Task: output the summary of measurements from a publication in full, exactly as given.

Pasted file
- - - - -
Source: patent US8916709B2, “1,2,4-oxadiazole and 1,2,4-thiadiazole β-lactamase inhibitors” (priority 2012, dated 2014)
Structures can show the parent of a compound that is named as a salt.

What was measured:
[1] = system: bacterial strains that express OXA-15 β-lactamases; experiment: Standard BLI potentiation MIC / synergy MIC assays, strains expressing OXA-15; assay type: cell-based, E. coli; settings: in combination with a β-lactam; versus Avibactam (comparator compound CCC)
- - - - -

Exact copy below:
Source: patent US8916709B2, “1,2,4-oxadiazole and 1,2,4-thiadiazole β-lactamase inhibitors” (priority 2012, dated 2014)
Structures can show the parent of a compound that is named as a salt.

What was measured:
[1] = system: bacterial strains that express OXA-15 β-lactamases; experiment: Standard BLI potentiation MIC / synergy MIC assays, strains expressing OXA-15; assay type: cell-based, E. coli; settings: in combination with a β-lactam; versus Avibactam (comparator compound CCC)